i’m at houston and starting my indigo workshop only to realize i had forgotten the indigo. i woke up and realized that it had only been a dream (thankfully!!).  i fell back asleep and had another dream. this time i opened up my freezer and found it full of water (i should mention that this is where i store the indigo). i just got up and made coffee at that point.

this is how i get before a show.  a little crazy.

the other day i spent some time cleaning cocoons for the mawata class.  i am pre-cleaning them for the class (removing the pupae)-seems the practical thing to do considering the class is full and the time restrictions. we will demonstrate the process but will concentrate on making the mawata and even spinning a bit of silk yarn and needle felting some.  made a few mawata too-practicing.

not bad.

i was a little bummed out last week when i had to cut my Quilt  Festival booth back from the full booth i had ordered to a half booth due to finances-but we do what we have to and i’ll make it work.  so if you can’t find me at the booth printed in the directory-which i think was already printed, look for me in booth 1329, my new booth #. or, just look for silky shibori goodness and indigo.

that is all, over and out!

p.s. when you write a post in WP these days it shows you a list of recommended tags (which i rarely use as they don’t really pertain).  one of the recommended tags for this post is “post traumatic stress”. ha! just thought that was funny.  carry on.

Shibori Workshop in Chicago

I will be teaching a shibori workshop at the upcoming Chicago Quilt Festival April 17, 9Am-12 Noon.
Details can be found here. I understand there are 10 spaces left (of 25) so if you think you might wait ’til you get there to sign up you might be disappointed. I also read in the business section today that Southwest Airlines has started a “fare war” so you might be able to get some tickets at a pretty good price. I picked up my ticket about a month ago on Delta for $180 RT right out of Long Beach!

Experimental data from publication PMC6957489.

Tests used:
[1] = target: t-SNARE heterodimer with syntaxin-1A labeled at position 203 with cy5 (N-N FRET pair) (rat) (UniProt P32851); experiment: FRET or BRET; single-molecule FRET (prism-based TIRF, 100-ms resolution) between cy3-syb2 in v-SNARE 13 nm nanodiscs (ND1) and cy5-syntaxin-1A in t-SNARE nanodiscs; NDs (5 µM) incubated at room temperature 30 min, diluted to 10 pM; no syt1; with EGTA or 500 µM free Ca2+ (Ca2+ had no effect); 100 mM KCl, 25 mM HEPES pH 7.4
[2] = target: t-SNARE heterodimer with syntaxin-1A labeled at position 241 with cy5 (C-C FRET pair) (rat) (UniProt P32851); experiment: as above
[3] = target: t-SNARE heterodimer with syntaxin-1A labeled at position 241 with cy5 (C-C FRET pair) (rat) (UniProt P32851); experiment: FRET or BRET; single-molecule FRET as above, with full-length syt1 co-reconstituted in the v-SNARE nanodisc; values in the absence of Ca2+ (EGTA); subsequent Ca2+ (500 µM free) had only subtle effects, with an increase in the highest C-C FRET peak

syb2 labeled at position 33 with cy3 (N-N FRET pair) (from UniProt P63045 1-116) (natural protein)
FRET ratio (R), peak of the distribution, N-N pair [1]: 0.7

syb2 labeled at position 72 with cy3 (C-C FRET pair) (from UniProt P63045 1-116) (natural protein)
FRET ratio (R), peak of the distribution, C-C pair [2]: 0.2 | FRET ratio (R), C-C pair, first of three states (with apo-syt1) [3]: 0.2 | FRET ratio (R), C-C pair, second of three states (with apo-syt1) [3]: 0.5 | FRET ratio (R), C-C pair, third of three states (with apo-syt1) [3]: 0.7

I am now preparing for the show, packing materials for the workshop, making inventory for my booth. I will get the booth # posted soon- still have to order my electricity and so forth. This is the first time I have done the Chicago show and with all the costs involved I opted for the first time to get a 1/2 booth. We’ll see how that works out. I may regret it but will make the most of it. I’ll be featuring the ribbon and kits at this show with less focus on the scarves and wall pieces. I’m sharing a room (I think!) with someone although with whom I can’t seem to remember at the moment (mental note- call Maggie and ask!).

One new thing we will be doing is dyeing some ribbon using shibori techniques that don’t result in pleated ribbon (that has to be heat set) but do give some interesting yet fairly quick results. Here’s an example of what I am talking about:
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or this:
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This would make a lovely silk binding on a quilt.

I am planning some great fun for the workshop. We are going to do a little bit of everything-makiage, arashi, itajime, and some of what I like to call invented shibori. I’m a little limited as to what I can afford to haul out to Chicago in the way of materials as shipping costs prevent the shipping of large poles etc., but being the inventive sort I have a few other ideas. This being a quilt show, I will focus on things I think quilters are interested in creating for insertion into quilts.

Speaking of quilts, the journey quilt is coming along- or was at least. Until I decided I didn’t like the thread I was using for the shibori ribbon binding. So now I have to tear it all out and redo it with some silk thread. This is further complicated by the unfortunate fact that I managed to give myself some rather nice burns from steaming on the back of my right hand. The blistering has subsided and now I am just being careful to keep it clean and protected but it is definitely hampering progress a bit. CAUTION: Slow down!! Use the silicone glove that was sitting right there!! Sometimes I need a reminder, apparently.